National (Party) Radio needs to get back to what it needs to be – not a ‘whazzoh’ ‘ShaZamm’ low rent ZB – it’s the 2nd Most Popular Station for crying out loud (well it was resently – who knows it’s ratings now)

  6. @ Ben: “I am an oldie and I consider RNZ worthy but generally tedious. If I want intelligent debate and discussion I go to the BBC. The lack of NZ content is hardly a disadvantage.”

    I’ve found that the BBC isn’t above a bit of worthy tediousness – or tedious worthiness – at times. And it hasn’t always been the impartial reporter of record that it purports to be, either. Its reportage of the Ukraine crisis earlier this year wasn’t its best effort, I must say.

    I do want to hear intelligent debate on NZ issues, and I expect to get it from RNZ: that sort of content ought to be its bread and butter, rather than the candyfloss offered by commercial radio.

    I’m very sad to hear that Don Rood’s gone; I assume that there will no longer be anybody doing that particular job. I don’t think that change of this sort augurs well for quality news output.

    I’m also an oldie. I’ve been listening to RNZ since my youth; I was always prepared to overlook the fuddy-duddiness of some of the programming back then, in order to have access to news, political interviews and analysis, and current affairs, that weren’t available on commercial radio – and still aren’t, as far as I can tell. What are we to do, if that sort of content vanishes from RNZ?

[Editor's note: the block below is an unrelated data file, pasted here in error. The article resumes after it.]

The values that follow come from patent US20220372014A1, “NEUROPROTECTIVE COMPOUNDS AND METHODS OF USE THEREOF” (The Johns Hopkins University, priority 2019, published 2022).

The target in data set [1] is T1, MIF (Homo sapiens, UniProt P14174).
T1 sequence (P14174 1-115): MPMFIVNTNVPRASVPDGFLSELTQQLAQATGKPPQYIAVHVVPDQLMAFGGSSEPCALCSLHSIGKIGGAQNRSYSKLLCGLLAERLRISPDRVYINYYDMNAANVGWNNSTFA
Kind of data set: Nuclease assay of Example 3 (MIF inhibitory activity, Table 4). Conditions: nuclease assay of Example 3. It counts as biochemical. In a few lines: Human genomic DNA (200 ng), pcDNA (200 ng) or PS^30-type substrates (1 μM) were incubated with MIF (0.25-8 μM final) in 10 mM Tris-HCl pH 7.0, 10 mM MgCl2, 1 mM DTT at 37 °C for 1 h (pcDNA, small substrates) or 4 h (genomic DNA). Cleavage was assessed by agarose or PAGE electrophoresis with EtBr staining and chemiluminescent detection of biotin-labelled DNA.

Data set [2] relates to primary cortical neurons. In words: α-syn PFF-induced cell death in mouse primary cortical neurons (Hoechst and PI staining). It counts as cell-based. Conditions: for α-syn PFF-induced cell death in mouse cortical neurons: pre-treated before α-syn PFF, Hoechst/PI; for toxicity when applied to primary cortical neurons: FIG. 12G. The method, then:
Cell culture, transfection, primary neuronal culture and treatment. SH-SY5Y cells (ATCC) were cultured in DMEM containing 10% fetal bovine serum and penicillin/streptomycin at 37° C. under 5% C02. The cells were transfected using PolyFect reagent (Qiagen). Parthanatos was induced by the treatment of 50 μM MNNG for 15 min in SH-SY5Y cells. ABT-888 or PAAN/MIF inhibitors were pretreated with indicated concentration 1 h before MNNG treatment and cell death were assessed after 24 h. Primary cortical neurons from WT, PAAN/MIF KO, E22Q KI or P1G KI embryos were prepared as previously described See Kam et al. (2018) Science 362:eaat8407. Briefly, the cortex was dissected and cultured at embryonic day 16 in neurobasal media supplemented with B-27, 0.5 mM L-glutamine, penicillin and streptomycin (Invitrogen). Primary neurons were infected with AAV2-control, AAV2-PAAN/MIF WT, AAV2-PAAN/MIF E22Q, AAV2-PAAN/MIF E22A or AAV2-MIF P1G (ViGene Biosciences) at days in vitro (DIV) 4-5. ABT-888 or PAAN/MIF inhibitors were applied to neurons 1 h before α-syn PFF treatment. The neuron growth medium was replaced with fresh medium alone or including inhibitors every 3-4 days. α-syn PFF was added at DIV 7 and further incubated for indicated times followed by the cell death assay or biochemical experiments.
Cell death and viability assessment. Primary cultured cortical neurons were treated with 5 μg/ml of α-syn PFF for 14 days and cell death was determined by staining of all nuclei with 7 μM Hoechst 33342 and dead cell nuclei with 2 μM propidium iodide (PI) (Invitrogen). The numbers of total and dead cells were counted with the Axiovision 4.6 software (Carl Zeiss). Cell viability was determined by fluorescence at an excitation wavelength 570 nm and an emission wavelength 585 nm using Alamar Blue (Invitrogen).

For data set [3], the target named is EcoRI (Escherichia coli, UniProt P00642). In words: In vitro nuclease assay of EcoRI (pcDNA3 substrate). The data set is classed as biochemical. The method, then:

7. “Most citizens do not become journalists or writers.  Few of us will have lengthy and sustained opportunities to speak and be heard.  But we do have the right to hear.  It is one of the ways in which we will feed the debates in our personal lives.  That is our democratic right.  They have the right to hear a variety of opinions and we all have the right to hear a varied debate.
    This is one of those fascinating moments in a civilization when you need to have a fundamental debate in order to get at the roots of what is happening.  That is quite different from reacting in a specific manner in order to alleviate the effects of what is happening.  If we do not give ourselves the right to have that fundamental debate, we could find ourselves locked in a process which is destructive for our democracy.”
    John Ralston Saul